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Denver's SAFER Seeks Lowest Priority Initiative

Ronnie

New Member
A pro-marijuana group Wed nesday turned in well over the number of signatures needed for a ballot issue that would make marijuana possession Denver's "lowest law-enforcement priority."

"People here are sick and tired of their city police and prosecutors punishing adults for using a drug less harmful than alcohol," said Mason Tvert, spokesperson for SAFER (Safer Alternative for Enjoyable Recreation) Denver.

The initiative, which will be on the ballot in November if enough of the more than 10,000 signatures are verified, applies to adults over age 21 and possession of 1 ounce of marijuana or less.

In 2005, the group spearheaded the measure that made it legal for adults in Denver to carry a small amount of the drug.

But people continue to be arrested and prosecuted for marijuana possession in Denver, a citation that according to state law carries a $100 fine.

Denver police follow Colorado state law, said Sonny Jackson, a Police Department spokesman.

"A law violation is a law violation," he said.

But the proposed initiative could change how police approach marijuana possession. SAFER is asking that they ignore a marijuana infraction as they would jaywalking, Tvert said.

Similar laws have been adopted in cities in Washington, California, Montana and Arkansas.

In Seattle, the law led to a significant drop in marijuana arrests and allowed police to focus on more-serious crimes, Tvert said.

While crimes against people take priority, Jackson said, there is no pecking order when it comes to crime.

"You don't turn your head on one crime versus another," he said.

newshawk: drboomhauer - 420magazine.com
source: The Denver Post
author: Simona Gallegos
contact: sgallegos@denverpost.com.
copyright: 2007 The Denver Post
website: The Denver Post - Pot petitions seek reduced enforcement
 
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zummpeed

Member
A pro-marijuana group Wed nesday turned in well over the number of signatures needed for a ballot issue that would make marijuana possession Denver's "lowest law-enforcement priority."

"People here are sick and tired of their city police and prosecutors punishing adults for using a drug less harmful than alcohol," said Mason Tvert, spokesperson for SAFER (Safer Alternative for Enjoyable Recreation) Denver.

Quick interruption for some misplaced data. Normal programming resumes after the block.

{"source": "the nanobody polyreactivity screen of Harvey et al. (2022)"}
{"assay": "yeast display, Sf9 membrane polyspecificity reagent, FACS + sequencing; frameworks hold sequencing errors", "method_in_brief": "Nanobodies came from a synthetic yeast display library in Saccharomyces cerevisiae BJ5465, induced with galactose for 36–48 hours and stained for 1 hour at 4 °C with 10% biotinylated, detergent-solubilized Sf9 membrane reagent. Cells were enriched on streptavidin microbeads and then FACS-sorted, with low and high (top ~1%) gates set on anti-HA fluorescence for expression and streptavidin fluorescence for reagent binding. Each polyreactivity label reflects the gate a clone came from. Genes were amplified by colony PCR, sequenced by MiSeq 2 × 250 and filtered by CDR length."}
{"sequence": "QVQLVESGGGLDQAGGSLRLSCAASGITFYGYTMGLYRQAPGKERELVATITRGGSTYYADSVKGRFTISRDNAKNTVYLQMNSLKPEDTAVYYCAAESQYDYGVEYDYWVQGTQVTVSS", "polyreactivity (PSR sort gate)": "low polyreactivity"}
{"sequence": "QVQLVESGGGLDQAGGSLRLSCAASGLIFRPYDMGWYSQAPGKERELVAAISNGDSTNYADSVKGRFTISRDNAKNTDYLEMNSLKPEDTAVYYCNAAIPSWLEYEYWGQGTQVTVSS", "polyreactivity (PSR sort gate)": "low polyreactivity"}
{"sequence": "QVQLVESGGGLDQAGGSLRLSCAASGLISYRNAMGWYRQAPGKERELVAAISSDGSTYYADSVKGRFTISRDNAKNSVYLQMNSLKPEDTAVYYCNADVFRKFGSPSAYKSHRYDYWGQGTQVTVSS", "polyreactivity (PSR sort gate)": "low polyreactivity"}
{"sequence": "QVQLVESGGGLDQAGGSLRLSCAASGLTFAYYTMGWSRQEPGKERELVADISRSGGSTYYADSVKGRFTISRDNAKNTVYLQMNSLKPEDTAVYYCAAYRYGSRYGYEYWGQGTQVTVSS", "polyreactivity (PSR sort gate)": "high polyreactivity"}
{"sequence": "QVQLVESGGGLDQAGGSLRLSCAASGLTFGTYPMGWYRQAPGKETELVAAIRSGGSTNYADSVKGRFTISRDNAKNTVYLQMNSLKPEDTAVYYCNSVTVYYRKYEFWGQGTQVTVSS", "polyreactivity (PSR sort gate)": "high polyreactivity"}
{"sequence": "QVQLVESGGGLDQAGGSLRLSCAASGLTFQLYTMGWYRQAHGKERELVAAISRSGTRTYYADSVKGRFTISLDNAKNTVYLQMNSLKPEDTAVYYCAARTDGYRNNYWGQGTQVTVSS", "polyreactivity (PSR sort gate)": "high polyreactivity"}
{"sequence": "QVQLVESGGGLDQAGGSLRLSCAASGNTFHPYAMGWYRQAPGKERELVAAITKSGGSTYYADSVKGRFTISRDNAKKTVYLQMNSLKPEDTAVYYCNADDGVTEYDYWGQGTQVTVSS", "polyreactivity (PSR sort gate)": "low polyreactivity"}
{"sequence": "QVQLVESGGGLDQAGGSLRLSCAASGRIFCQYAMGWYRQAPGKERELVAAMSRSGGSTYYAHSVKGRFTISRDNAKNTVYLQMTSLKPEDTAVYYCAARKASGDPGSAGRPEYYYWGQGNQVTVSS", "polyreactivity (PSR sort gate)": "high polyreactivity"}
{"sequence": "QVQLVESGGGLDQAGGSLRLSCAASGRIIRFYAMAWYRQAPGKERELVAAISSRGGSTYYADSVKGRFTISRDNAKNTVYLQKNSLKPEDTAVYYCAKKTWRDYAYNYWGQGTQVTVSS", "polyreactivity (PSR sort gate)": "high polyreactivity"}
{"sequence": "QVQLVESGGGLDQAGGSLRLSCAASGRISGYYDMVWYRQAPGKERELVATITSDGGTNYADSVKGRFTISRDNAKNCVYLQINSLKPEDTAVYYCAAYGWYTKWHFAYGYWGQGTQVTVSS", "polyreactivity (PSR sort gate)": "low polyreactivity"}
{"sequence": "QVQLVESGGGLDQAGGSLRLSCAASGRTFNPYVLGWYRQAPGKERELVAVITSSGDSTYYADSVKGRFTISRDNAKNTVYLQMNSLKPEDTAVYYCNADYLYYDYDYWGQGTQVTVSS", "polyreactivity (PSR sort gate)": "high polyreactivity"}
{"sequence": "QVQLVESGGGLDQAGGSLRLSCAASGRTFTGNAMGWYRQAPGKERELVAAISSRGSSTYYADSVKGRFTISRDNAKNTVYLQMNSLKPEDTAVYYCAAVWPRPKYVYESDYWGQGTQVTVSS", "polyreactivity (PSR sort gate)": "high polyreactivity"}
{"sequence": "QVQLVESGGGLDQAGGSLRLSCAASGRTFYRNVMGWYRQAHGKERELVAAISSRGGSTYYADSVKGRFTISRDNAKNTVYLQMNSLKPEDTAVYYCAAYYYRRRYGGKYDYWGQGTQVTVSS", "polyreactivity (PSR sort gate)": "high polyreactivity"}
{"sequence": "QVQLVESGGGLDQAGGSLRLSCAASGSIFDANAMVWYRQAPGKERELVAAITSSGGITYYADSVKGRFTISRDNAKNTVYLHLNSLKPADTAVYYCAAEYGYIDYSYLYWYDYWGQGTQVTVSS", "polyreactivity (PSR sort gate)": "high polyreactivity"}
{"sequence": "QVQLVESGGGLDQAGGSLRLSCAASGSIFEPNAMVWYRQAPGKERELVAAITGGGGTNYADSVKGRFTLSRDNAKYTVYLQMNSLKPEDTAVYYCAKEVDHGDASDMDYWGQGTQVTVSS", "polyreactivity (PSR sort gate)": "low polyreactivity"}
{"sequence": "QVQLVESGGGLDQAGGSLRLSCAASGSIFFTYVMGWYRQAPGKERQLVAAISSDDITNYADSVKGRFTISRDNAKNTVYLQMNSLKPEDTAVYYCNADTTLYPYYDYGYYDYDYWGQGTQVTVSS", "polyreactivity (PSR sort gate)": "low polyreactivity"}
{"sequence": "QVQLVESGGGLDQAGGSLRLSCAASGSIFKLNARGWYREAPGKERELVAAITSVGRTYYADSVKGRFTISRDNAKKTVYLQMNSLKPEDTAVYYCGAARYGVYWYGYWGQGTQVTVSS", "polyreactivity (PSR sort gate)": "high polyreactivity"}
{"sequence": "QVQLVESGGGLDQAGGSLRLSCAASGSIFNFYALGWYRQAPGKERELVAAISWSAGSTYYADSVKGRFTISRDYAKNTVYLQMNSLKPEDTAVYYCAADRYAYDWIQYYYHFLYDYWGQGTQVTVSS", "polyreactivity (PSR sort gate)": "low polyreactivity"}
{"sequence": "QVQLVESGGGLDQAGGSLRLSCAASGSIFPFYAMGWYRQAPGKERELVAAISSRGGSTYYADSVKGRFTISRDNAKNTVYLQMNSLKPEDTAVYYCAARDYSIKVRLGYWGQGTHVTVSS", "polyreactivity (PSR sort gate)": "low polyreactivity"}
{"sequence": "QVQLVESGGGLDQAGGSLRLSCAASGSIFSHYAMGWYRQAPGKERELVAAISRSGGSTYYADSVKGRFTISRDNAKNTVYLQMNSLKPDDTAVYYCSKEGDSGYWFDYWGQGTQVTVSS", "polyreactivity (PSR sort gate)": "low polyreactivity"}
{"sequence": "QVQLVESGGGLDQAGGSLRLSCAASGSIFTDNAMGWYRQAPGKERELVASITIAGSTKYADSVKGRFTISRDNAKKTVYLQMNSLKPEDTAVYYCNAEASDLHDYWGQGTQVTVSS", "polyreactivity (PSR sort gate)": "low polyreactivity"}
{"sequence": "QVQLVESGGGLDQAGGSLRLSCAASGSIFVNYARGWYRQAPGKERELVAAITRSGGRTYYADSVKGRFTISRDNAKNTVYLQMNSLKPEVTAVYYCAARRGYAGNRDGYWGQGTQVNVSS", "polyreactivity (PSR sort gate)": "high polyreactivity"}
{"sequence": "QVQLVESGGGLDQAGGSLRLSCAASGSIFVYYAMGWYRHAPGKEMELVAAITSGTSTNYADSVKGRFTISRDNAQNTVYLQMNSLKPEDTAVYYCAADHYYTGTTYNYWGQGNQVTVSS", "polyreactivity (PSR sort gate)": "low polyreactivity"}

The initiative, which will be on the ballot in November if enough of the more than 10,000 signatures are verified, applies to adults over age 21 and possession of 1 ounce of marijuana or less.

In 2005, the group spearheaded the measure that made it legal for adults in Denver to carry a small amount of the drug.

But people continue to be arrested and prosecuted for marijuana possession in Denver, a citation that according to state law carries a $100 fine.

Denver police follow Colorado state law, said Sonny Jackson, a Police Department spokesman.

"A law violation is a law violation," he said.

But the proposed initiative could change how police approach marijuana possession. SAFER is asking that they ignore a marijuana infraction as they would jaywalking, Tvert said.

Similar laws have been adopted in cities in Washington, California, Montana and Arkansas.

In Seattle, the law led to a significant drop in marijuana arrests and allowed police to focus on more-serious crimes, Tvert said.

While crimes against people take priority, Jackson said, there is no pecking order when it comes to crime.

"You don't turn your head on one crime versus another," he said.

newshawk: drboomhauer - 420magazine.com
source: The Denver Post
author: Simona Gallegos
contact: sgallegos@denverpost.com.
copyright: 2007 The Denver Post
website: The Denver Post - Pot petitions seek reduced enforcement
no pecking order ha ha the cops do what they want most think there gods
 
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